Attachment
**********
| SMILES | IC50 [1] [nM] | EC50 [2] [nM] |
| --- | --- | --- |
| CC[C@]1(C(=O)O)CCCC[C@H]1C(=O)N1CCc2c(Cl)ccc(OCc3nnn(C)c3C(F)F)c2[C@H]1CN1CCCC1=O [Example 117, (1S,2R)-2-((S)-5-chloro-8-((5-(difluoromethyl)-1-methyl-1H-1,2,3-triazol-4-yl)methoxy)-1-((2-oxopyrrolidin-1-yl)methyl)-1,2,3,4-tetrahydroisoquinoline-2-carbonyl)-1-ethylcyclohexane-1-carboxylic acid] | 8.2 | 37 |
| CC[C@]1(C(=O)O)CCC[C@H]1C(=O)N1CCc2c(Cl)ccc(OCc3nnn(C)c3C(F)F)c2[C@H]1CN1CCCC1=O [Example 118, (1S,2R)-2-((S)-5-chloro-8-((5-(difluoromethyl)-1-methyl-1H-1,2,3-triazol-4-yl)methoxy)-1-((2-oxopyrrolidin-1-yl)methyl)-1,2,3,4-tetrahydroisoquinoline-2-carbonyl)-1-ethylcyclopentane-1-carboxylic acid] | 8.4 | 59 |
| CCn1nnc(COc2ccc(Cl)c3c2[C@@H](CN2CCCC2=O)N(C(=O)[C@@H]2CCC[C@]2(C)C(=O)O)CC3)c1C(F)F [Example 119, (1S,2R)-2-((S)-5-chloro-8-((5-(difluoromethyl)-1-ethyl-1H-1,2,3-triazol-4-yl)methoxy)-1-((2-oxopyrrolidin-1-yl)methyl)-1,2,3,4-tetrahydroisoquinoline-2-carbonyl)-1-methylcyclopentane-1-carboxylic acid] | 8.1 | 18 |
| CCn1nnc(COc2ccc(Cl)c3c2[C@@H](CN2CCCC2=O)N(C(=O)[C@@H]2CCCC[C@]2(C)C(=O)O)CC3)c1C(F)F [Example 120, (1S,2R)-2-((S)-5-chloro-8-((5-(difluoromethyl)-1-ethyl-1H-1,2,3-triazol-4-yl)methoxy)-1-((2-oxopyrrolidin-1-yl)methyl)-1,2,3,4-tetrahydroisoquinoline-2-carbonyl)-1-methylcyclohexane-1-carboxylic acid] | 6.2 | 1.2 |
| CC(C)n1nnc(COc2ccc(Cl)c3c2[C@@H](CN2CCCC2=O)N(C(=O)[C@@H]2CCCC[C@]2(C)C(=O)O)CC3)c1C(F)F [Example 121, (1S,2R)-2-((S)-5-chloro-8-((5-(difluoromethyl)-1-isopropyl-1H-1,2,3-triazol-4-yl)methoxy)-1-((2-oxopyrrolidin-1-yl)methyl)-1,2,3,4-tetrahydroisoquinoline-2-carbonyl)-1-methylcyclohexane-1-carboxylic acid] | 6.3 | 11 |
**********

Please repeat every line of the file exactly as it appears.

| SMILES | IC50 [1] [nM] | EC50 [2] [nM] |
| --- | --- | --- |
| CC[C@]1(C(=O)O)CCCC[C@H]1C(=O)N1CCc2c(Cl)ccc(OCc3nnn(C)c3C(F)F)c2[C@H]1CN1CCCC1=O [Example 117, (1S,2R)-2-((S)-5-chloro-8-((5-(difluoromethyl)-1-methyl-1H-1,2,3-triazol-4-yl)methoxy)-1-((2-oxopyrrolidin-1-yl)methyl)-1,2,3,4-tetrahydroisoquinoline-2-carbonyl)-1-ethylcyclohexane-1-carboxylic acid] | 8.2 | 37 |
| CC[C@]1(C(=O)O)CCC[C@H]1C(=O)N1CCc2c(Cl)ccc(OCc3nnn(C)c3C(F)F)c2[C@H]1CN1CCCC1=O [Example 118, (1S,2R)-2-((S)-5-chloro-8-((5-(difluoromethyl)-1-methyl-1H-1,2,3-triazol-4-yl)methoxy)-1-((2-oxopyrrolidin-1-yl)methyl)-1,2,3,4-tetrahydroisoquinoline-2-carbonyl)-1-ethylcyclopentane-1-carboxylic acid] | 8.4 | 59 |
| CCn1nnc(COc2ccc(Cl)c3c2[C@@H](CN2CCCC2=O)N(C(=O)[C@@H]2CCC[C@]2(C)C(=O)O)CC3)c1C(F)F [Example 119, (1S,2R)-2-((S)-5-chloro-8-((5-(difluoromethyl)-1-ethyl-1H-1,2,3-triazol-4-yl)methoxy)-1-((2-oxopyrrolidin-1-yl)methyl)-1,2,3,4-tetrahydroisoquinoline-2-carbonyl)-1-methylcyclopentane-1-carboxylic acid] | 8.1 | 18 |
| CCn1nnc(COc2ccc(Cl)c3c2[C@@H](CN2CCCC2=O)N(C(=O)[C@@H]2CCCC[C@]2(C)C(=O)O)CC3)c1C(F)F [Example 120, (1S,2R)-2-((S)-5-chloro-8-((5-(difluoromethyl)-1-ethyl-1H-1,2,3-triazol-4-yl)methoxy)-1-((2-oxopyrrolidin-1-yl)methyl)-1,2,3,4-tetrahydroisoquinoline-2-carbonyl)-1-methylcyclohexane-1-carboxylic acid] | 6.2 | 1.2 |
| CC(C)n1nnc(COc2ccc(Cl)c3c2[C@@H](CN2CCCC2=O)N(C(=O)[C@@H]2CCCC[C@]2(C)C(=O)O)CC3)c1C(F)F [Example 121, (1S,2R)-2-((S)-5-chloro-8-((5-(difluoromethyl)-1-isopropyl-1H-1,2,3-triazol-4-yl)methoxy)-1-((2-oxopyrrolidin-1-yl)methyl)-1,2,3,4-tetrahydroisoquinoline-2-carbonyl)-1-methylcyclohexane-1-carboxylic acid] | 6.3 | 11 |